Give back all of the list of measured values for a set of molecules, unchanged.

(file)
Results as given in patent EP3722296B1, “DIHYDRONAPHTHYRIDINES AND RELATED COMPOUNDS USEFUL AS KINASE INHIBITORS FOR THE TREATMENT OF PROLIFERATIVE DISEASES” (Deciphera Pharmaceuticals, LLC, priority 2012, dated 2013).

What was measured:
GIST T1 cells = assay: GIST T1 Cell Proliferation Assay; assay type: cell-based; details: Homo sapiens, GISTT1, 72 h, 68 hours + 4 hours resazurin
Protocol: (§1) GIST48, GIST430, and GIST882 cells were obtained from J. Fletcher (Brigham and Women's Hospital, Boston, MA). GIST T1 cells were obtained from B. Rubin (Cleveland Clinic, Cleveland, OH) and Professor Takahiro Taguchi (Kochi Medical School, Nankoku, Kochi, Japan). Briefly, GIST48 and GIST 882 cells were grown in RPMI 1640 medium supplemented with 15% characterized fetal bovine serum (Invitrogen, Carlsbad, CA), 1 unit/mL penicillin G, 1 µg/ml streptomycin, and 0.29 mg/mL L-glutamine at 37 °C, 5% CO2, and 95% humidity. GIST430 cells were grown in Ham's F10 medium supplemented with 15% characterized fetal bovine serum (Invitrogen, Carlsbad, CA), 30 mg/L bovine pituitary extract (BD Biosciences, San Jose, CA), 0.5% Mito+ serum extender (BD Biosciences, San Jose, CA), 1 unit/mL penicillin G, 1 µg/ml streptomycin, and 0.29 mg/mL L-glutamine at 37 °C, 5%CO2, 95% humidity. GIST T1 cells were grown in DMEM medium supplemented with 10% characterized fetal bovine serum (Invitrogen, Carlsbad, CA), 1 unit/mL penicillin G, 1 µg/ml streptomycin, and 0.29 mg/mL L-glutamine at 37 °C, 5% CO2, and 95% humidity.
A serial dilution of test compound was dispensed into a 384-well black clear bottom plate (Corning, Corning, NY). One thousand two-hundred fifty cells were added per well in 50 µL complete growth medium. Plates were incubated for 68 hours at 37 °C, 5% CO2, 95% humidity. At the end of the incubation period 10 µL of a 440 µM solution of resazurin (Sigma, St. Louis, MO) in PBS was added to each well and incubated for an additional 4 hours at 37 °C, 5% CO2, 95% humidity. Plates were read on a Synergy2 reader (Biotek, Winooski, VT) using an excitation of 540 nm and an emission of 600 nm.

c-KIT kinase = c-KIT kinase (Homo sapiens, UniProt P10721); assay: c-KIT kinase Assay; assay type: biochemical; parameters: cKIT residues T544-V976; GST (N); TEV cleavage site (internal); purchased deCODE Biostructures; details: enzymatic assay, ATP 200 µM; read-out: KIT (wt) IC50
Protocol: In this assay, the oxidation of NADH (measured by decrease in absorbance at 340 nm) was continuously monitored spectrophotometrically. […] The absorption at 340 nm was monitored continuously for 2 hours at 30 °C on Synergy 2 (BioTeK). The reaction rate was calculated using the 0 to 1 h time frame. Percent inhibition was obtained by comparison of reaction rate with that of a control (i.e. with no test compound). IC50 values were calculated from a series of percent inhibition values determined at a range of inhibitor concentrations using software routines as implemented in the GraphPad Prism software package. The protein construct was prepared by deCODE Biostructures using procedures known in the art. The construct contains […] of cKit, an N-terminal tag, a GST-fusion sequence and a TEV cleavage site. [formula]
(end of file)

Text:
Results as given in patent EP3722296B1, “DIHYDRONAPHTHYRIDINES AND RELATED COMPOUNDS USEFUL AS KINASE INHIBITORS FOR THE TREATMENT OF PROLIFERATIVE DISEASES” (Deciphera Pharmaceuticals, LLC, priority 2012, dated 2013).

What was measured:
GIST T1 cells = assay: GIST T1 Cell Proliferation Assay; assay type: cell-based; details: Homo sapiens, GISTT1, 72 h, 68 hours + 4 hours resazurin
Protocol: (§1) GIST48, GIST430, and GIST882 cells were obtained from J. Fletcher (Brigham and Women's Hospital, Boston, MA). GIST T1 cells were obtained from B. Rubin (Cleveland Clinic, Cleveland, OH) and Professor Takahiro Taguchi (Kochi Medical School, Nankoku, Kochi, Japan). Briefly, GIST48 and GIST 882 cells were grown in RPMI 1640 medium supplemented with 15% characterized fetal bovine serum (Invitrogen, Carlsbad, CA), 1 unit/mL penicillin G, 1 µg/ml streptomycin, and 0.29 mg/mL L-glutamine at 37 °C, 5% CO2, and 95% humidity. GIST430 cells were grown in Ham's F10 medium supplemented with 15% characterized fetal bovine serum (Invitrogen, Carlsbad, CA), 30 mg/L bovine pituitary extract (BD Biosciences, San Jose, CA), 0.5% Mito+ serum extender (BD Biosciences, San Jose, CA), 1 unit/mL penicillin G, 1 µg/ml streptomycin, and 0.29 mg/mL L-glutamine at 37 °C, 5%CO2, 95% humidity. GIST T1 cells were grown in DMEM medium supplemented with 10% characterized fetal bovine serum (Invitrogen, Carlsbad, CA), 1 unit/mL penicillin G, 1 µg/ml streptomycin, and 0.29 mg/mL L-glutamine at 37 °C, 5% CO2, and 95% humidity.
A serial dilution of test compound was dispensed into a 384-well black clear bottom plate (Corning, Corning, NY). One thousand two-hundred fifty cells were added per well in 50 µL complete growth medium. Plates were incubated for 68 hours at 37 °C, 5% CO2, 95% humidity. At the end of the incubation period 10 µL of a 440 µM solution of resazurin (Sigma, St. Louis, MO) in PBS was added to each well and incubated for an additional 4 hours at 37 °C, 5% CO2, 95% humidity. Plates were read on a Synergy2 reader (Biotek, Winooski, VT) using an excitation of 540 nm and an emission of 600 nm.

c-KIT kinase = c-KIT kinase (Homo sapiens, UniProt P10721); assay: c-KIT kinase Assay; assay type: biochemical; parameters: cKIT residues T544-V976; GST (N); TEV cleavage site (internal); purchased deCODE Biostructures; details: enzymatic assay, ATP 200 µM; read-out: KIT (wt) IC50
Protocol: In this assay, the oxidation of NADH (measured by decrease in absorbance at 340 nm) was continuously monitored spectrophotometrically. […] The absorption at 340 nm was monitored continuously for 2 hours at 30 °C on Synergy 2 (BioTeK). The reaction rate was calculated using the 0 to 1 h time frame. Percent inhibition was obtained by comparison of reaction rate with that of a control (i.e. with no test compound). IC50 values were calculated from a series of percent inhibition values determined at a range of inhibitor concentrations using software routines as implemented in the GraphPad Prism software package. The protein construct was prepared by deCODE Biostructures using procedures known in the art. The construct contains […] of cKit, an N-terminal tag, a GST-fusion sequence and a TEV cleavage site. [formula]